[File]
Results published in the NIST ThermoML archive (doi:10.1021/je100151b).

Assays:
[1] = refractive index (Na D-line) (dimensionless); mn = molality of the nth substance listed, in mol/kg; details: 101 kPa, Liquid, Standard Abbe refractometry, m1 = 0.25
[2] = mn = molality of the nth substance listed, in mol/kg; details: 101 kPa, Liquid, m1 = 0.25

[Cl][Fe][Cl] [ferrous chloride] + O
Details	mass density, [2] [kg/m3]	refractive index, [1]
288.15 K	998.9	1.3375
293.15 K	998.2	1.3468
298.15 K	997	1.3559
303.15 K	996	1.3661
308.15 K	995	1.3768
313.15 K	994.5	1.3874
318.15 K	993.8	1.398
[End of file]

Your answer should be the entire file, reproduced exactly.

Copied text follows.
Results published in the NIST ThermoML archive (doi:10.1021/je100151b).

Assays:
[1] = refractive index (Na D-line) (dimensionless); mn = molality of the nth substance listed, in mol/kg; details: 101 kPa, Liquid, Standard Abbe refractometry, m1 = 0.25
[2] = mn = molality of the nth substance listed, in mol/kg; details: 101 kPa, Liquid, m1 = 0.25

[Cl][Fe][Cl] [ferrous chloride] + O
Details	mass density, [2] [kg/m3]	refractive index, [1]
288.15 K	998.9	1.3375
293.15 K	998.2	1.3468
298.15 K	997	1.3559
303.15 K	996	1.3661
308.15 K	995	1.3768
313.15 K	994.5	1.3874
318.15 K	993.8	1.398